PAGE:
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After releasing K.O.D just last year, J. Cole is not letting time get in the way of his personal and label goals. Revenge of the Dreamers 3 brings together not only the entire roster of Dreamville artists, but a wide spectrum of hip-hop’s finest.

Dreamville put this album together between January 6th and the 16th of this year. That’s only 10 days. This was a great display of the abilities of everyone involved as all hands were on deck. With that being said, there are areas of praise, contentment and criticism, naturally. However all in all, this album adds to the greatness that is Dreamville.

The first important thing to note is although there is a wide variety of outside support on this album, it still sounds very Dreamville-esque. This seems to be a fairly normal attribute of record labels today. When you look at Dreamville or even TDE, their sounds across both collaborative and individual projects are pretty uniform to their distinct label. Dreamville has been personified and holds its own set of musical values and attributes which feel like an expanded, slightly more versatile version of J.Cole’s character. Frankly this sounds very similar to a classic Cole album which is not a bad thing.

My first criticism surrounds the mainstream rise of Afrobeats, dancehall and similar Caribean inspired vibes taking over the radio. This album may struggle to find its place on ones’ playlist. As elitist and pretentious as it sounds, it is the wrong season for this album. I would have preferred this to be a late fall release that allows fans to cozy up next to an open flame and reflect and reminisce on the fairly important words of Dreamville and friends. This isn’t to say the album should be adjusted to cater to the season, but instead the release date could have been pushed a couple of months.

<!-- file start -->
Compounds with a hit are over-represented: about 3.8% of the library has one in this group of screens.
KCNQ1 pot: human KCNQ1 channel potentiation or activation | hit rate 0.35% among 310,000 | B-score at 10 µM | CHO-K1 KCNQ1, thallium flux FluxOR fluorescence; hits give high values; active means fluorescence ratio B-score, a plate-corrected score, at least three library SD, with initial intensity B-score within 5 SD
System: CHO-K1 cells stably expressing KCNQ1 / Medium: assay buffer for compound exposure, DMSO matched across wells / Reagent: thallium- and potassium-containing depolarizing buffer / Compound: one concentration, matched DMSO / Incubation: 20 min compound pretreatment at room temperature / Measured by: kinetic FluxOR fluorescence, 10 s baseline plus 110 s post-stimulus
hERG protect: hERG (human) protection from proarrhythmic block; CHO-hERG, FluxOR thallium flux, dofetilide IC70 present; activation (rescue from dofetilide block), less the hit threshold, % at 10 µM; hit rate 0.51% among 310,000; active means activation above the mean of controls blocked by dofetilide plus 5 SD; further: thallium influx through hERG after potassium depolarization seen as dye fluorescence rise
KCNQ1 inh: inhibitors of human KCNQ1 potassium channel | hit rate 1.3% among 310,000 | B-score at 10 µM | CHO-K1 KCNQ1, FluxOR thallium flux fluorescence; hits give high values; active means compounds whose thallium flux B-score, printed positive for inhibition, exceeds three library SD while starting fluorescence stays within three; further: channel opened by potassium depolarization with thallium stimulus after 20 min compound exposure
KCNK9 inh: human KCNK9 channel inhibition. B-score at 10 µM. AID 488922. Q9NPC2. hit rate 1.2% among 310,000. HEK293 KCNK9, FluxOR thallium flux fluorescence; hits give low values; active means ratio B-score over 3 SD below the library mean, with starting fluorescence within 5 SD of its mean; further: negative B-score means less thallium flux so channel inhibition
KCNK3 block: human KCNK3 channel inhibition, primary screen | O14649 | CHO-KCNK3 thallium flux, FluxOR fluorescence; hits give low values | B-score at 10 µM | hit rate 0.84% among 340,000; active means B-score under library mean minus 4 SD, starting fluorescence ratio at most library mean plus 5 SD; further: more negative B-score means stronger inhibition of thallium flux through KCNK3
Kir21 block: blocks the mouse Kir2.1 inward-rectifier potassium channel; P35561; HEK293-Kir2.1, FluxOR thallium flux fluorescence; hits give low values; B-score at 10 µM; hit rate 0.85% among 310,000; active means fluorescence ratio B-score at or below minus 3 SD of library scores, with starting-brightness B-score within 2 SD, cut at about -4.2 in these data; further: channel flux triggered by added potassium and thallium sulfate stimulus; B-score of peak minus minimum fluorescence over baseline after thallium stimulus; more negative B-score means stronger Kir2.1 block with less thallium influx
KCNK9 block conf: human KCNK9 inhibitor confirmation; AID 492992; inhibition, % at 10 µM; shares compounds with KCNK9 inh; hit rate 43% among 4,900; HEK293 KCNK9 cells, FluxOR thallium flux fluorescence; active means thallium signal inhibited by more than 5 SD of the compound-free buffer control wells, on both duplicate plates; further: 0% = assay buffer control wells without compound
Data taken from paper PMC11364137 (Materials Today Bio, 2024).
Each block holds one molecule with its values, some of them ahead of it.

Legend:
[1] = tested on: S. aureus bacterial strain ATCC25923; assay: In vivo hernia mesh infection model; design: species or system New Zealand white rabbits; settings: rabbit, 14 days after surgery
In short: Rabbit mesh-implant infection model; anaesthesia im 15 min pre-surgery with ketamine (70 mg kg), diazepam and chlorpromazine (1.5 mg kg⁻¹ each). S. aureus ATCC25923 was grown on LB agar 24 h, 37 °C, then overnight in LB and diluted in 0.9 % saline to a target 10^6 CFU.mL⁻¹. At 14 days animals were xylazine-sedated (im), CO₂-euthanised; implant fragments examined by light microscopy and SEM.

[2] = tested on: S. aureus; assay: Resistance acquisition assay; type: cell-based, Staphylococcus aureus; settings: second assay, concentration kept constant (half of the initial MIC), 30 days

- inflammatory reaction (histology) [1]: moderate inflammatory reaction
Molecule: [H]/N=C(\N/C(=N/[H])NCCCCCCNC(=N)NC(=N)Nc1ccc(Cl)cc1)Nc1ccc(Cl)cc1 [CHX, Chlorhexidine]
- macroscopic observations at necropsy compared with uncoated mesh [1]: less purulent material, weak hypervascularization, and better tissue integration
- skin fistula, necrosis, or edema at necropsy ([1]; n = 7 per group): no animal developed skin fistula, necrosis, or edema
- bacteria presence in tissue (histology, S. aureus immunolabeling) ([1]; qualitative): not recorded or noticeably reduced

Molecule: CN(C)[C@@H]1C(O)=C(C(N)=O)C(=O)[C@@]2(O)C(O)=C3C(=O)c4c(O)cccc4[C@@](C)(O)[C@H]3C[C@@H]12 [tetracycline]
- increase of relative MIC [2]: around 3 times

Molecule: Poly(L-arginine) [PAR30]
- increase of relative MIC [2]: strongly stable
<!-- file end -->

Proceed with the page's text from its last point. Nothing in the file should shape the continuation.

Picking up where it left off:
Now let’s kill the suspense and confirm what everyone is thinking. “Down Bad” is the absolute best song on the album, with J.I.D’s verse taking the throne of best verse on the album. Bas, Cole and EARTHGANG also gave their best performances on this song. There is very little if any criticism that can be given to this track. This is pretty rare to find when so many talented artists are involved on a song. The more elements added to a song usually leads to an increase in volatility, however this track really had a perfect balance of beats and bars and due to the navigation of that elite space, this song has to be considered the best song on the album.

Ari Lennox is another gem that used this opportunity to solidify her position on the label. Although she was only on two songs officially, her presence brings a unique sound to the project. Ari Lennox has the vocal power to determine the ambiance of a song. This is a rare gift but one which I am excited to see flourish. I believe if she continues on this path, she will go down as one of this era’s great hip-hop contributors.

Then there’s “Wells Fargo”. The medley of JID, EARTHGANG, Buddy and Guapdad 4000 brought a whole different feeling with this song. Instead of meticulously focusing on the lyrics and production quality, this song reminds us to sometimes just enjoy the feeling that comes with hip-hop. (For an even better experience listening to this song watch the documentary to see how the track developed, no spoilers here, just one word “organic”).

The other difficulty with this album is the amount of superstars who worked on it. In an interview with XXL, Cole explained how the industry sees him as being introverted and not really willing to collaborate with other artists. He wanted to put that rumor to rest.  So he invited all of hip-hop to get on this project. This includes legends such as Akon, Ludacris, T.I., Swizz Beats, No I.D, and many more. This list coupled with the hottest names in hip-hop today led to the first collaborative album of this magnitude. When seeing this list I was originally afraid of the oversaturation of superstars, which sometimes doesn’t allow for greatness. However, I was happily surprised.

After all of the invites, and the ten day legendary studio session, the final project’s collaboration credits included a whopping 35 artists, and 27 producers. That is a roster that has been rarely seen in hip-hop. In a time where, IG rappers are busy with beef, this collaboration showed the industry that through cooperation comes greatness. Thank you Cole for being an example to the industry.

Top 3 songs:

1. “Down Bad” (featuring J. Cole, J.I.D, Bas, EarthGang, and Young Nudy)
2. “Don’t Hit Me Right Now” (featuring Bas, Yung Baby Tate, Guapdad 4000, Cozz and Buddy)
3. “Wells Fargo” (featuring J.I.D, EarthGang, Buddy and Guapdad 4000)

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